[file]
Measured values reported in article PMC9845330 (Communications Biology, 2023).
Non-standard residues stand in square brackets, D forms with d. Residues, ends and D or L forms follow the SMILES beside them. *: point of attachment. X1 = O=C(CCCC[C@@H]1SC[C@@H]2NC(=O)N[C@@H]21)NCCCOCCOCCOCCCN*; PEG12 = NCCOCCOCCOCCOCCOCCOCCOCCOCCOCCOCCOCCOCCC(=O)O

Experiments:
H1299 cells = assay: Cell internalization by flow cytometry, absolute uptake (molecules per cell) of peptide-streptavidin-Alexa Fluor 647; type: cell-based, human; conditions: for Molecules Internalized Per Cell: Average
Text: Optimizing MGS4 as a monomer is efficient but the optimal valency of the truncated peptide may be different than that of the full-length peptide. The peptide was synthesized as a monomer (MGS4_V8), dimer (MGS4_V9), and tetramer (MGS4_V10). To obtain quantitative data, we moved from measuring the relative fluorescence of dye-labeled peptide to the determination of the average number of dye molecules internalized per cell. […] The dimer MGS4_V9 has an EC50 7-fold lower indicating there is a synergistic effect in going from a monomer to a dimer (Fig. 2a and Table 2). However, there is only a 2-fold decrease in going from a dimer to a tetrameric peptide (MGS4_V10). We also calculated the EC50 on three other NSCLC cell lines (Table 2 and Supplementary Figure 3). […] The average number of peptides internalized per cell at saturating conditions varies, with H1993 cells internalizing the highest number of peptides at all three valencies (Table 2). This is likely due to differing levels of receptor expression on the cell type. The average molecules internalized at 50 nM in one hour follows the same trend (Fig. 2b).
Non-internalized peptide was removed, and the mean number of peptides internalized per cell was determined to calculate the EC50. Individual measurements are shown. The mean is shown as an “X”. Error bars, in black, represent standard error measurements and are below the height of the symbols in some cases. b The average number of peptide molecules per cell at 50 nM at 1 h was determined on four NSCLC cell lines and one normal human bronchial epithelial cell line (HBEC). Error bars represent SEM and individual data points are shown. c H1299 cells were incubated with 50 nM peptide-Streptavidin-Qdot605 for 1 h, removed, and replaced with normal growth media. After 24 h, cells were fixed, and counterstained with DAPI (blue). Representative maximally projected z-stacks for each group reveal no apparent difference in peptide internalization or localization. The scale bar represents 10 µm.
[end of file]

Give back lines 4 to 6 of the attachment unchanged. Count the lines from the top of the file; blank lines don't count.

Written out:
H1299 cells = assay: Cell internalization by flow cytometry, absolute uptake (molecules per cell) of peptide-streptavidin-Alexa Fluor 647; type: cell-based, human; conditions: for Molecules Internalized Per Cell: Average
Text: Optimizing MGS4 as a monomer is efficient but the optimal valency of the truncated peptide may be different than that of the full-length peptide. The peptide was synthesized as a monomer (MGS4_V8), dimer (MGS4_V9), and tetramer (MGS4_V10). To obtain quantitative data, we moved from measuring the relative fluorescence of dye-labeled peptide to the determination of the average number of dye molecules internalized per cell. […] The dimer MGS4_V9 has an EC50 7-fold lower indicating there is a synergistic effect in going from a monomer to a dimer (Fig. 2a and Table 2). However, there is only a 2-fold decrease in going from a dimer to a tetrameric peptide (MGS4_V10). We also calculated the EC50 on three other NSCLC cell lines (Table 2 and Supplementary Figure 3). […] The average number of peptides internalized per cell at saturating conditions varies, with H1993 cells internalizing the highest number of peptides at all three valencies (Table 2). This is likely due to differing levels of receptor expression on the cell type. The average molecules internalized at 50 nM in one hour follows the same trend (Fig. 2b).
Non-internalized peptide was removed, and the mean number of peptides internalized per cell was determined to calculate the EC50. Individual measurements are shown. The mean is shown as an “X”. Error bars, in black, represent standard error measurements and are below the height of the symbols in some cases. b The average number of peptide molecules per cell at 50 nM at 1 h was determined on four NSCLC cell lines and one normal human bronchial epithelial cell line (HBEC). Error bars represent SEM and individual data points are shown. c H1299 cells were incubated with 50 nM peptide-Streptavidin-Qdot605 for 1 h, removed, and replaced with normal growth media. After 24 h, cells were fixed, and counterstained with DAPI (blue). Representative maximally projected z-stacks for each group reveal no apparent difference in peptide internalization or localization. The scale bar represents 10 µm.